Diagnosis Code D14.0
Information for Medical Professionals
The ICD-10 and ICD-9 GEMs are used to facilitate linking between the diagnosis codes in ICD-9-CM and the new ICD-10-CM code set. The GEMs are the raw material from which providers, health information vendors and payers can derive specific applied mappings to meet their needs.
- 212.0 - Ben neo nasal cav/sinus
- Benign neoplasm of accessory sinus
- Benign neoplasm of cartilage of nose
- Benign neoplasm of ethmoidal sinus
- Benign neoplasm of eustachian tube
- Benign neoplasm of frontal sinus
- Benign neoplasm of mastoid air cells
- Benign neoplasm of maxillary sinus
- Benign neoplasm of middle ear
- Benign neoplasm of nasal cavity
- Benign neoplasm of nasal concha
- Benign neoplasm of nasal vestibule
- Benign neoplasm of nose, middle ear and accessory sinuses
- Benign neoplasm of septum of nose
- Benign neoplasm of sphenoidal sinus
- Benign tumor of inferior turbinate
- Benign tumor of lateral nasal wall
- Benign tumor of middle ear and mastoid
- Benign tumor of middle turbinate
- Benign tumor of nasal cavities and nasopharynx
- Benign tumor of tympanic antrum
- Benign tumor of tympanic cavity
- Mass of petrous part of temporal bone
- Neoplasm of cartilage of nose
- Neoplasm of endolymphatic sac
- Neoplasm of ethmoidal sinus
- Neoplasm of frontal sinus
- Neoplasm of mastoid air cells
- Neoplasm of maxillary sinus
- Neoplasm of nasal vestibule
- Neoplasm of sphenoidal sinus
- Papilloma of nasal vestibule
- Tumor of Eustachian tube
- Tumor of inferior turbinate
- Tumor of lateral nasal wall
- Tumor of middle ear and mastoid
- Tumor of middle turbinate
- Tumor of nasal cavity and nasopharynx
- Tumor of tympanic antrum
- Tumor of tympanic cavity
Index of Diseases and Injuries
References found for the code D14.0 in the Index of Diseases and Injuries:
- Inclusion Terms: Inclusion terms
List of terms is included under some codes. These terms are the conditions for which that code is to be used. The terms may be synonyms of the code title, or, in the case of “other specified” codes, the terms are a list of the various conditions assigned to that code. The inclusion terms are not necessarily exhaustive. Additional terms found only in the Alphabetic Index may also be assigned to a code.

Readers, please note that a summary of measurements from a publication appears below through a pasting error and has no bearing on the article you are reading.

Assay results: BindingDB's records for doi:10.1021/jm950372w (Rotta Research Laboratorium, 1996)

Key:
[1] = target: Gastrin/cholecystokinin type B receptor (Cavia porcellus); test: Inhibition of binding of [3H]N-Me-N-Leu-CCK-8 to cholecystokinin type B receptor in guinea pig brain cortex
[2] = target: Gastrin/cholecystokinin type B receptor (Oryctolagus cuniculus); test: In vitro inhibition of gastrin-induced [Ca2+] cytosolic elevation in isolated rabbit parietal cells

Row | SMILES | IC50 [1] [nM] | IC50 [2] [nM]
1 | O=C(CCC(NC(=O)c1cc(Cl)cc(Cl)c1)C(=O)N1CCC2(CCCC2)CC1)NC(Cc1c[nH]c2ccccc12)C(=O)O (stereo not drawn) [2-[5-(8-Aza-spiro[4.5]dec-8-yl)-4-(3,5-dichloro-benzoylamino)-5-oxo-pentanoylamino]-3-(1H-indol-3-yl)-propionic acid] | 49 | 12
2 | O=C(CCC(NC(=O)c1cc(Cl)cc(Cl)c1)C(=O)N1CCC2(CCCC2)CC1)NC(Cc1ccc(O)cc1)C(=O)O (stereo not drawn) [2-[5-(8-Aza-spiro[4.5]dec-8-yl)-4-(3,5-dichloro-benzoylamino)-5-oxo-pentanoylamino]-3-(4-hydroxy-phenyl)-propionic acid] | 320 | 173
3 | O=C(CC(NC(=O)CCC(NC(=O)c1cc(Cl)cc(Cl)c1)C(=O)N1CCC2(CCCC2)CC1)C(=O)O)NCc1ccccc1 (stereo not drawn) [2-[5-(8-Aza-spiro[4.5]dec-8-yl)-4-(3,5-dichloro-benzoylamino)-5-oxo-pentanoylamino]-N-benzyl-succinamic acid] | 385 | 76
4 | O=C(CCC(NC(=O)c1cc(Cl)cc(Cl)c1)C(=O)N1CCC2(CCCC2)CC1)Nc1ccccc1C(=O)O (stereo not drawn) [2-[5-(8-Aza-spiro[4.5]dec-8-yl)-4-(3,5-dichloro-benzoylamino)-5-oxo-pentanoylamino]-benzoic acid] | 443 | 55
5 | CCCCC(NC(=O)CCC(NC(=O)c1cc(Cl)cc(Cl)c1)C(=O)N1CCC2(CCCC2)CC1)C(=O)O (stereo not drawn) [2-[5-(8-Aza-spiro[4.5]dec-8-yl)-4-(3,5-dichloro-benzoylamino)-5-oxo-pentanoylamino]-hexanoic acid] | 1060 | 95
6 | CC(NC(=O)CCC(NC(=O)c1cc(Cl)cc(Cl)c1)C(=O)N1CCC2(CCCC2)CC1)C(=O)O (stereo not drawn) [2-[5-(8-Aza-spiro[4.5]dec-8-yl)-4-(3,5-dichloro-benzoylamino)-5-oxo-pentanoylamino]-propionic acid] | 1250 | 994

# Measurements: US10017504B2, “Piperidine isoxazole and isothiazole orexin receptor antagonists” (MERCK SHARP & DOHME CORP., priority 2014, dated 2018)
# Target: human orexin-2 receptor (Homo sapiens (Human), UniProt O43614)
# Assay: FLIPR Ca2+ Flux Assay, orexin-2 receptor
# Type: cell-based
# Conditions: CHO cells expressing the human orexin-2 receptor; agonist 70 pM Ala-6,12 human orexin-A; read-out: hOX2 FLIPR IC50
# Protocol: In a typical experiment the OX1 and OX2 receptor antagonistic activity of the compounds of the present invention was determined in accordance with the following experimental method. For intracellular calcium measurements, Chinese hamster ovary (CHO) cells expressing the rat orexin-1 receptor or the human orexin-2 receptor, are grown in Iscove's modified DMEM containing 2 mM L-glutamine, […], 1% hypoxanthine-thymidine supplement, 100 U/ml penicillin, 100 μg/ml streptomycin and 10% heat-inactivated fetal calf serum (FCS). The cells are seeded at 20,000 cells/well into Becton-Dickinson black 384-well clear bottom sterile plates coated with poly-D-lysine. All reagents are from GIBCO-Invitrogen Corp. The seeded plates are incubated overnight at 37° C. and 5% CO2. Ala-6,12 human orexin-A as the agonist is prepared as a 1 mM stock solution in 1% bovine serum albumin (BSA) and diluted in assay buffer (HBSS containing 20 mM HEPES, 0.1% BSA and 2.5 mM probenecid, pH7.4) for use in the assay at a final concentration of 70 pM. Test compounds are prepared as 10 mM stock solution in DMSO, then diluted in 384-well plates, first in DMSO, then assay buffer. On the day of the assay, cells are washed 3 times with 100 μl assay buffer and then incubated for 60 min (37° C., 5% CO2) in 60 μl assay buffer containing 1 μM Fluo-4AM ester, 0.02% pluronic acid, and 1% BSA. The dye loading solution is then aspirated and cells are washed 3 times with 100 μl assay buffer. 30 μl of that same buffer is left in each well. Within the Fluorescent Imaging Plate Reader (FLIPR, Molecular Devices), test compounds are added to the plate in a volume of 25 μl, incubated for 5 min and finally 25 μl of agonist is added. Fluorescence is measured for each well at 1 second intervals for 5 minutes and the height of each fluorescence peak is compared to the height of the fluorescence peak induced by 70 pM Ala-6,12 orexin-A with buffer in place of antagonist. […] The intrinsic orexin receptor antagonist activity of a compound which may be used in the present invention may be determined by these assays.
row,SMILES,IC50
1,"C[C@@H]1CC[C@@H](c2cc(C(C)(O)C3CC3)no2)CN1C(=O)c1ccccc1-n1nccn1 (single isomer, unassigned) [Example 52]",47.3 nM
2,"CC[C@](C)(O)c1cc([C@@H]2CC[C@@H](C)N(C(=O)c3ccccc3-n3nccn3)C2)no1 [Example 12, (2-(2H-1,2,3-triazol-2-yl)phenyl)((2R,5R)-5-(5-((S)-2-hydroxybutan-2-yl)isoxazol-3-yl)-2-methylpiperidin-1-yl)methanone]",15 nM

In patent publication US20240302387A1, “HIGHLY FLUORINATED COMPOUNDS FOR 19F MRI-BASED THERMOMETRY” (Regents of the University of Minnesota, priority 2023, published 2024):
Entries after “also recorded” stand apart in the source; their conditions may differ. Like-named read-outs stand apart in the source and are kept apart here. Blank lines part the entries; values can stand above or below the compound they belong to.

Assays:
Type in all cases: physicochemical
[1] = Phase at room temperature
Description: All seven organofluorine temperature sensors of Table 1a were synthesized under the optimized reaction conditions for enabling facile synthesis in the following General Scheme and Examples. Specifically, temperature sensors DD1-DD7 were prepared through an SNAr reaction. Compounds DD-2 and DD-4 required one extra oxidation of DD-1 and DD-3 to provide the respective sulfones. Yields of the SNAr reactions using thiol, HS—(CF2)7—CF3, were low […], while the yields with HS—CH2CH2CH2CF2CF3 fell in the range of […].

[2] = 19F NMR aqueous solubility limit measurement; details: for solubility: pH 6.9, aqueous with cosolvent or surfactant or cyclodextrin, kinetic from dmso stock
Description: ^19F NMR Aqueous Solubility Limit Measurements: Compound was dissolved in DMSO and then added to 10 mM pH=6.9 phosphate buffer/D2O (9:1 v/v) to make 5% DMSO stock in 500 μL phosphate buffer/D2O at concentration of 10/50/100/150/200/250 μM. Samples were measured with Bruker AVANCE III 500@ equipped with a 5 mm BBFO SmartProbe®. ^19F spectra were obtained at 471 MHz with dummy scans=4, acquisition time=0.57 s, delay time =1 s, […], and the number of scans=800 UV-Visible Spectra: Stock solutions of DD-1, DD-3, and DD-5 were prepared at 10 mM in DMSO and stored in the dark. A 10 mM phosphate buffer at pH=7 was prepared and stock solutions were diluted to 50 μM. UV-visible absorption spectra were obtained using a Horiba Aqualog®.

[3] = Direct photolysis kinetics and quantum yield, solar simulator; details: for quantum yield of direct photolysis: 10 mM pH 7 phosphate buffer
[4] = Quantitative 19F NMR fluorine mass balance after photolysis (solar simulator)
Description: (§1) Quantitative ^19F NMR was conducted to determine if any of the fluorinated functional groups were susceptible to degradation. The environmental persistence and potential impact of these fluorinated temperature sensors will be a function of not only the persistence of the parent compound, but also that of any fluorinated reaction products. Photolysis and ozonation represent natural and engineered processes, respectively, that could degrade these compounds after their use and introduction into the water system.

- Benign neoplasm of cartilage of nose
- Type 1 Excludes Notes: Type 1 Excludes Notes
A type 1 Excludes note is a pure excludes note. It means “NOT CODED HERE!” An Excludes1 note indicates that the code excluded should never be used at the same time as the code above the Excludes1 note. An Excludes1 is used when two conditions cannot occur together, such as a congenital form versus an acquired form of the same condition.
- benign neoplasm of auricular canal (external) (D22.2-, D23.2-)
- benign neoplasm of bone of ear (D16.4)
- benign neoplasm of bone of nose (D16.4)
- benign neoplasm of cartilage of ear (D21.0)
- benign neoplasm of ear (external)(skin) (D22.2-, D23.2-)
- benign neoplasm of nose NOS (D36.7)
- benign neoplasm of skin of nose (D22.39, D23.39)
- benign neoplasm of olfactory bulb (D33.3)
- benign neoplasm of posterior margin of septum and choanae (D10.6)
- polyp of accessory sinus (J33.8)
- polyp of ear (middle) (H74.4)
- polyp of nasal (cavity) (J33.-)
Information for Patients
Also called: Benign cancer, Benign neoplasms, Noncancerous tumors
Tumors are abnormal growths in your body. They can be either benign or malignant. Benign tumors aren't cancer. Malignant ones are. Benign tumors grow only in one place. They cannot spread or invade other parts of your body. Even so, they can be dangerous if they press on vital organs, such as your brain.
Tumors are made up of extra cells. Normally, cells grow and divide to form new cells as your body needs them. When cells grow old, they die, and new cells take their place. Sometimes, this process goes wrong. New cells form when your body does not need them, and old cells do not die when they should. These extra cells can divide without stopping and may form tumor.
Treatment often involves surgery. Benign tumors usually don't grow back.
NIH: National Cancer Institute
- Biopsy - polyps
- Cherry angioma
Your ear has three main parts: outer, middle and inner. You use all of them in hearing. Sound waves come in through your outer ear. They reach your middle ear, where they make your eardrum vibrate. The vibrations are transmitted through three tiny bones, called ossicles, in your middle ear. The vibrations travel to your inner ear, a snail-shaped organ. The inner ear makes the nerve impulses that are sent to the brain. Your brain recognizes them as sounds. The inner ear also controls balance.
A variety of conditions may affect your hearing or balance:
- Ear infections are the most common illness in infants and young children.
- Tinnitus, a roaring in your ears, can be the result of loud noises, medicines or a variety of other causes.
- Meniere's disease may be the result of fluid problems in your inner ear; its symptoms include tinnitus and dizziness.
- Ear barotrauma is an injury to your ear because of changes in barometric (air) or water pressure.
Some ear disorders can result in hearing disorders and deafness.
- Aural polyps
- Benign ear cyst or tumor
- Ear discharge
- Ear emergencies
- Ear examination
- Eardrum repair
- Ruptured eardrum
- Wax blockage